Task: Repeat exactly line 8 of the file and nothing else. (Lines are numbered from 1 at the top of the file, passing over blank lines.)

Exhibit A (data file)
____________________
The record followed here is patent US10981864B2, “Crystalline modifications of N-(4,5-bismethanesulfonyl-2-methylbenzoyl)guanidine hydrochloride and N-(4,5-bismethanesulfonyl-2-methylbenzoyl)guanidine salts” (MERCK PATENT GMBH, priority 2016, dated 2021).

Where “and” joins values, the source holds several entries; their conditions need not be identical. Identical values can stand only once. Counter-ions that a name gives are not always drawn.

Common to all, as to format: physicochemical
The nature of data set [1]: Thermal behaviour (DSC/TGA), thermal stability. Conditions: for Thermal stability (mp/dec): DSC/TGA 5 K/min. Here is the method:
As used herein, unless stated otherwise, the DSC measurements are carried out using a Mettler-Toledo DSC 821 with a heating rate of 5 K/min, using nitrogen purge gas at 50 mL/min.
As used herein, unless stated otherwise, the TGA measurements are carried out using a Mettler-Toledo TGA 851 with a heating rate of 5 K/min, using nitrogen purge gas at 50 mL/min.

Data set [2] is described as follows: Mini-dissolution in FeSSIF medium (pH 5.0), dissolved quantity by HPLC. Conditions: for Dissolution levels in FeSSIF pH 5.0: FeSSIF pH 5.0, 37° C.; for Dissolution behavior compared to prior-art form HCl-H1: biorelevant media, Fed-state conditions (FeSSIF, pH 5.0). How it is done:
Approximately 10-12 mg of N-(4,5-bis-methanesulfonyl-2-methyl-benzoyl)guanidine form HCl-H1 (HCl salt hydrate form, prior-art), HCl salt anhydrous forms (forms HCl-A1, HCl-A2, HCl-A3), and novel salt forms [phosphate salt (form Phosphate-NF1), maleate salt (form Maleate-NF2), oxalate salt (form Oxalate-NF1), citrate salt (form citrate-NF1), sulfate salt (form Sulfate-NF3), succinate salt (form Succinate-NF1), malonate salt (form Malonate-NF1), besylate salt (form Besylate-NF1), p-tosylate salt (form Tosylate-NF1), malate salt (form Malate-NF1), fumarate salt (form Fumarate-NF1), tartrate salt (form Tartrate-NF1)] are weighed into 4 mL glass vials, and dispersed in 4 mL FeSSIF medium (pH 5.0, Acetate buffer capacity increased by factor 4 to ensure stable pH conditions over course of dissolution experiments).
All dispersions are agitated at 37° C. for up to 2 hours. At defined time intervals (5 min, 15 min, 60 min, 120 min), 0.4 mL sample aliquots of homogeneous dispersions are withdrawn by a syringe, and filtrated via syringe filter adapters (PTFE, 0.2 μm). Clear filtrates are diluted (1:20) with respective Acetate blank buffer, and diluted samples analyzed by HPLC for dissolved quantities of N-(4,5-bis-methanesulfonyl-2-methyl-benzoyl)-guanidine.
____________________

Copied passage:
Approximately 10-12 mg of N-(4,5-bis-methanesulfonyl-2-methyl-benzoyl)guanidine form HCl-H1 (HCl salt hydrate form, prior-art), HCl salt anhydrous forms (forms HCl-A1, HCl-A2, HCl-A3), and novel salt forms [phosphate salt (form Phosphate-NF1), maleate salt (form Maleate-NF2), oxalate salt (form Oxalate-NF1), citrate salt (form citrate-NF1), sulfate salt (form Sulfate-NF3), succinate salt (form Succinate-NF1), malonate salt (form Malonate-NF1), besylate salt (form Besylate-NF1), p-tosylate salt (form Tosylate-NF1), malate salt (form Malate-NF1), fumarate salt (form Fumarate-NF1), tartrate salt (form Tartrate-NF1)] are weighed into 4 mL glass vials, and dispersed in 4 mL FeSSIF medium (pH 5.0, Acetate buffer capacity increased by factor 4 to ensure stable pH conditions over course of dissolution experiments).